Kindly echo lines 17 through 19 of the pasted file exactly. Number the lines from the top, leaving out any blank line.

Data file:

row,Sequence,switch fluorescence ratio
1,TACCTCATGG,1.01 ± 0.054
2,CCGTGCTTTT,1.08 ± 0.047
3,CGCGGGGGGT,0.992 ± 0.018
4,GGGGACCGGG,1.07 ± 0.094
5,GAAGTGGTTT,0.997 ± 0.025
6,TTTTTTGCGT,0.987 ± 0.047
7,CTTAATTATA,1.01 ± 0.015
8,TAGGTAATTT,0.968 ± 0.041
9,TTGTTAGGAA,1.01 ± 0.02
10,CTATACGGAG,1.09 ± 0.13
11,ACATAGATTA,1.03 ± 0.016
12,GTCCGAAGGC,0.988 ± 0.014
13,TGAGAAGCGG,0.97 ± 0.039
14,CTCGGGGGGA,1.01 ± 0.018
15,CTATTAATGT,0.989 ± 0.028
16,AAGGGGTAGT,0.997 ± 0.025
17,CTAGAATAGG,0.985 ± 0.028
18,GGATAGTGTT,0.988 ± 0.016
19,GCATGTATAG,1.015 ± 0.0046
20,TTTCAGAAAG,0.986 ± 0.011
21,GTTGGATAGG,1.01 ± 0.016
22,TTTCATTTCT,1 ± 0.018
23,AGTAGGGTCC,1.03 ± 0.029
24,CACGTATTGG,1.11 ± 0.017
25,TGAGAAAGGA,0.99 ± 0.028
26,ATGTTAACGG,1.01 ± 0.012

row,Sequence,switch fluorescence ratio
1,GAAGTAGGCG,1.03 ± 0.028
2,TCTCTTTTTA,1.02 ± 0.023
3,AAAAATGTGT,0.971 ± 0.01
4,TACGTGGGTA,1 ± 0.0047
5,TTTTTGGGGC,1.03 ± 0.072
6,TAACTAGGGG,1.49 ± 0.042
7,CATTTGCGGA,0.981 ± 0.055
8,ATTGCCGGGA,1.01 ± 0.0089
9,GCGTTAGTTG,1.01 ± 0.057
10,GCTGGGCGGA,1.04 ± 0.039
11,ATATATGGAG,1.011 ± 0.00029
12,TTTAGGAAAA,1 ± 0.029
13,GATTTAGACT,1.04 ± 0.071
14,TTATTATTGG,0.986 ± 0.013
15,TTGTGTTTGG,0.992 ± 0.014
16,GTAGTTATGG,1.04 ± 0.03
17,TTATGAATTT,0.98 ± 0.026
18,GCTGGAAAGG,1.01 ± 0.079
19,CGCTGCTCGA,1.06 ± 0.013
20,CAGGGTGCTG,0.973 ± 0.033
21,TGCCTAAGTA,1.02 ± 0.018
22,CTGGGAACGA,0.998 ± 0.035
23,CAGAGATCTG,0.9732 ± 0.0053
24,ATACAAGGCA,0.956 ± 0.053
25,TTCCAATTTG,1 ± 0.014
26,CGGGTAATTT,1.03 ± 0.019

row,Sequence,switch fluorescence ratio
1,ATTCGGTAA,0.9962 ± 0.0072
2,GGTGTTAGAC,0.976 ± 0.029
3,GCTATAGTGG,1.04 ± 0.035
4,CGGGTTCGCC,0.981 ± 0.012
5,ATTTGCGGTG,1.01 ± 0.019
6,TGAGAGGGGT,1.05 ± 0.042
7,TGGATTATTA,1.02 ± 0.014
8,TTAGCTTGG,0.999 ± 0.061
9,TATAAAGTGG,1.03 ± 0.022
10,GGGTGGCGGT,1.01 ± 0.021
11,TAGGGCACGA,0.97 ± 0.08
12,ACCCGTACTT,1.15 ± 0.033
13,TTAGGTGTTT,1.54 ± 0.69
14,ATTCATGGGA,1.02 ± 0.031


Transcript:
16,AAGGGGTAGT,0.997 ± 0.025
17,CTAGAATAGG,0.985 ± 0.028
18,GGATAGTGTT,0.988 ± 0.016